Tomatoes, steeped tea bags, dehydrated sardines, postage stamps and human hair are just some of the materials artist Erica Spitzer Rasmussen uses to fashion her one-of-a-kind creations. The studio artist is also a full-time professor who has taught art appreciation courses at Metropolitan State University in St. Paul for the past 18 years. Spitzer Rasmussen also acknowledges she has been blessed since a young age by an appreciation of art from those around her, who encouraged her to pursue her calling as a paper and textile artist.
“I’m so blessed that I have creative people around me,” she says. “My mother [Nancy MacKenzie] was a fiber artist, my stepdad is a potter, my husband’s a painter, and my brother and his wife are both writers. Nobody said to me ever, ‘Erica, you can’t be an artist.’ Everybody said, ‘You can, and we will help you.’ ”
It was when Spitzer Rasmussen was in graduate school with an emphasis in drawing and painting that she felt frustrated working two-dimensionally. It was then she had a light bulb moment: Her interest had always been in the human body. Realizing her art should reflect that, she revisited the process of papermaking, a medium she felt could convey the human form more directly.
From there, Spitzer Rasmussen began fashioning the remarkable items she continues to create today. Each work of art has its own story and each piece is typically inspired by significant life events. Such pieces include “Dreaming of Sleep,” a nightgown made entirely of copies of her own prescription for sleep medication, ”Spoiler,” an intricately embellished corset made with hand-sewn buttons and human hair, and “Mail Order Bride,” a gown assembled completely from a collection of canceled postage stamps.
“My artwork is generally autobiographical, so it often starts with my own experiences or what’s happening around me, and making the work is often a cathartic experience,” she says. “I’m usually trying to work through an issue and trying to understand a situation a little bit better, and if I ruminate on something for as long as it takes me to make a work, sometimes three to six months, I usually have some resolution in my life.”
Spitzer Rasmussen shares a personal account of how clothing can be used as a metaphor and convey deeper meaning. “I always think of garments as a second skin. It references the body, it mimics the body,” the artist explains.
The talented Erica Spitzer Rasmussen with Victim of Circumstance, mixed media with handmade paper (cotton, tissue paper, matte medium, silk suture thread and surgical needles).
Spitzer Rasmussen found herself making a dress from handmade paper and other materials at a point in life when she was struggling with infertility. The garment came to be known as the “Juju dress,” because she sought supernatural forces to aid her in her difficulty. “Juju” is the West African word for “magic.”
Each diamond-shaped “plate” on the dress is made from gold-tinted paper and emulates a coat of chain mail, an homage to 15th century Italian armor. Additionally, a childhood memory surfaced: She and her friends believed swallowing a watermelon seed would cause pregnancy. So each of the pieces is threaded together with watermelon seeds tied at every juncture. “Seeds are universal symbols of fertility, so it was what I needed,” she says. She would wear the Juju dress to every doctor appointment.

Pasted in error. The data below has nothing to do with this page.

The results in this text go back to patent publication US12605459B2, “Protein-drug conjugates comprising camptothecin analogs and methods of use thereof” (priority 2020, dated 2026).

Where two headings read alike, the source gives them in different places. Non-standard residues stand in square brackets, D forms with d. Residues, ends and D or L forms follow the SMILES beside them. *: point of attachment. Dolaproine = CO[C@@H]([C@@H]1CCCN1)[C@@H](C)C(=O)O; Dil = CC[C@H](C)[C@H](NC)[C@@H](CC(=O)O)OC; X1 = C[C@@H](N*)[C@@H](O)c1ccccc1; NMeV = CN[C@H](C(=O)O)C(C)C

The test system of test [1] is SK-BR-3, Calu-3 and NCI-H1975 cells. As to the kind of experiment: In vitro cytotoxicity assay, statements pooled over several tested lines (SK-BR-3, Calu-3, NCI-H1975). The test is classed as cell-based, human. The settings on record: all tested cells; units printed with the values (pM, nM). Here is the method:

“And I have to report that something worked,” she smiles. Shortly after the assembly of the dress, her son was conceived.
The uniqueness and originality of Spitzer Rasmussen’s work has led to her involvement with the American Craft Council (ACC), a nonprofit organization founded to promote artists and help champion their craft, according to Pam Diamond, ACC marketing director. Spitzer Rasmussen has curated a show of local textile artists for the ACC, as well as mounted her own show and contributed to their Project Upcycle Exhibit.
“Erica is a treasure in this community. We have definitely exhibited her work, [which is] so thoughtful and unique; she is trying to tell a story using very unusual materials. Her anchovy bustier is probably one of my favorite pieces,” says Diamond.
Bryan Starry is a senior at Metropolitan State University double-majoring in math and studio arts. He appreciates Spitzer Rasmussen as a teacher and her ability help students unlock hidden artistic talents. “She places a high priority on her students developing constructive and positive critiquing skills, along with their ability to seriously discuss and communicate about art,” Starry says.
One of the most meaningful projects Spitzer Rasmussen recently completed was a series of four hand-made paper coats, each marked by a different anatomical symbol: lungs, bones, the heart, and finally, wings. The series, “Battle Scars,” is about her mother, who passed away in 2014 from cancer. “It was about watching my mom suffer for as long as she did. My mother was one of my closest friends in life,” Spitzer Rasmussen says.
Spitzer Rasmussen is honored that her art has given her opportunities all over the country and the world. “I think making art is probably the most constructive way I know of dealing with the difficulties of life,” she says. “To make something beautiful out of a bad situation is generally a constructive act. In the end, the work goes on view and that completes the circle of communication. And then I find that people often connect with the work; [They] often say, ‘Thank you, I related to that.’ ”
Corset of Talis, mixed media with handmade paper (cotton, acrylics, gold leaf, shellac, hose hair, jute and dehydrated cherry tomatoes).
Model Hair and Makeup styling by Kristine Loehrer
Model Alessandra Costalonga Provided by Moore Creative Talent